Researchers get nanocrystals to stop blinking
Scientists at the University of Rochester have uncovered the basic physics behind a phenomenon that has prevented researchers from producing cheaper lasers. Together with a team from Eastman Kodak, they have created a nanocrystal that emits light constantly without ‘blinking’.
For more than a decade, scientists have been frustrated in their attempts to create continuously emitting light sources from individual molecules because of the blinking effect. The findings, published online in Nature, may open the door to dramatically less expensive and more versatile lasers, brighter LED lighting, and biological markers that track how a drug interact with a cell at a level never before possible.
Many molecules, as well as crystals just a billionth of a meter in size, can absorb or radiate photons. But they also experience random periods when they absorb a photon, but instead of the photon radiating away, its energy is transformed into heat. These dark periods alternate with periods when the molecule can radiate normally, leading to the appearance of them turning on and off, or blinking.
“A nanocrystal that has just absorbed the energy from a photon has two choices to rid itself of the excess energy—emission of light or of heat,” said Todd Krauss, professor of chemistry at the University of Rochester and lead author on the study. “If the nanocrystal emits that energy as heat, you’ve essentially lost that energy.”
Krauss and Keith Kahen, senior principal scientist of Kodak, were exploring new types of low-cost lighting similar to organic light-emitting diodes, but which might not suffer from the short lifespans and manufacturing challenges inherent in these diodes. Kahen, with help from Megan Hahn, a postdoctoral fellow in Krauss’ laboratory, synthesised nanocrystals of various compositions.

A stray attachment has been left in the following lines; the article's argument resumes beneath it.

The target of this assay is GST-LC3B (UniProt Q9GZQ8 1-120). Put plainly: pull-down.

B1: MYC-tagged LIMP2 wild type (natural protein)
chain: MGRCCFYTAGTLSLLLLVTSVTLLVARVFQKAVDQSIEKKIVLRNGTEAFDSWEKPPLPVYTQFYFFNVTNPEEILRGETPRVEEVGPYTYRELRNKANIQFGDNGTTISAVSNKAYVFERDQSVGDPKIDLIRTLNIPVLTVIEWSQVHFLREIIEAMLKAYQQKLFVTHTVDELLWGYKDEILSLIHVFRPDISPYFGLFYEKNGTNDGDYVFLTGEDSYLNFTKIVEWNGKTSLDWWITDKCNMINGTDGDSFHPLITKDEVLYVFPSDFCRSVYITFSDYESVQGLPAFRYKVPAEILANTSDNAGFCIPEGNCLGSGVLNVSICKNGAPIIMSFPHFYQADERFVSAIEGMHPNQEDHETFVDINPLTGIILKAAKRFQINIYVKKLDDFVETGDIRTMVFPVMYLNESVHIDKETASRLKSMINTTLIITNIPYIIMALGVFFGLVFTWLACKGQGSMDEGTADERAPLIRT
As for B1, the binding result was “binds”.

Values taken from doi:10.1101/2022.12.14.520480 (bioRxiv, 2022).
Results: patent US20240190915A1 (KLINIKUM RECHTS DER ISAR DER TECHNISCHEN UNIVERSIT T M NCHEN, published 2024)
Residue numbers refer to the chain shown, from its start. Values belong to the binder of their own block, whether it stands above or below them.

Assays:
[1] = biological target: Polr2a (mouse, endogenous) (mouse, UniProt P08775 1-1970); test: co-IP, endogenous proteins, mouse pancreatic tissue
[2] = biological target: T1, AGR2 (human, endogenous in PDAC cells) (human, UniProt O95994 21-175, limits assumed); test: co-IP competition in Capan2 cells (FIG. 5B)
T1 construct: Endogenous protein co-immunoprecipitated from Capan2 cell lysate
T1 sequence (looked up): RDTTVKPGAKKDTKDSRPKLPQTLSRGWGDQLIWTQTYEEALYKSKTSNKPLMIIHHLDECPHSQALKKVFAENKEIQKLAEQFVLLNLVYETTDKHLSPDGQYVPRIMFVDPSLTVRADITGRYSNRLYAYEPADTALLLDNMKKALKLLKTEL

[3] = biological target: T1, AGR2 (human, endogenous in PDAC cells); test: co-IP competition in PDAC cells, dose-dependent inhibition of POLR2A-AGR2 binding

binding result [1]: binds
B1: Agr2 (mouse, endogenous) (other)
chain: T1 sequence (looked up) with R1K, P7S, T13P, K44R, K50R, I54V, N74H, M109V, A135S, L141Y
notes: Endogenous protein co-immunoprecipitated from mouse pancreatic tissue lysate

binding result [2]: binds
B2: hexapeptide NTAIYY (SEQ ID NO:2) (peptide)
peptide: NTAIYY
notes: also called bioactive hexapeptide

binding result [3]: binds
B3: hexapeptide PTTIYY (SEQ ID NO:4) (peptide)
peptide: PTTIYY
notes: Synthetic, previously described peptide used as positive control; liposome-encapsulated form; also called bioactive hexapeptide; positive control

Xiaoyong Wang, another postdoctoral fellow in Krauss laboratory, inspected one of these new nanocrystals and saw no evidence of the expected blinking phenomenon. Even after four hours of monitoring, the new nanocrystal showed no sign of a single blink—unheard of when blinks usually happen on a scale of miliseconds to minutes.
After a lengthy investigation, Krauss and Alexander Efros from the Naval Research Laboratory concluded that the reason the blinking didn’t occur was due to the unusual structure of the nanocrystal.
Normally, nanocrystals have a core of one semiconductor material wrapped in a protective shell of another, with a sharp boundary dividing the two. The new nanocrystal, however, has a continuous gradient from a core of cadmium and selenium to a shell of zinc and selenium. That gradient squelches the processes that prevent photons from radiating, and the result is a stream of emitted photons as steady as the stream of absorbed photons.
With blink-free nanocrystals, Krauss believes lasers and lighting could be incredibly cheap and easy to fabricate. Currently, different coloured lasers are created using different materials and processes, but with the new nanocrystals a single fabrication process can create any colour laser.
To alter the light color, an engineer needs only to alter the size of the nanocrystal, which Krauss says is a relatively simple task.
The same is true of what could one day be OLED’s successor, claimed Krauss. Essentially, “painting” a grid of differently sized nanocrystals onto a flat surface could create computer displays as thin as paper, or a wall that lights a room in any desired colour.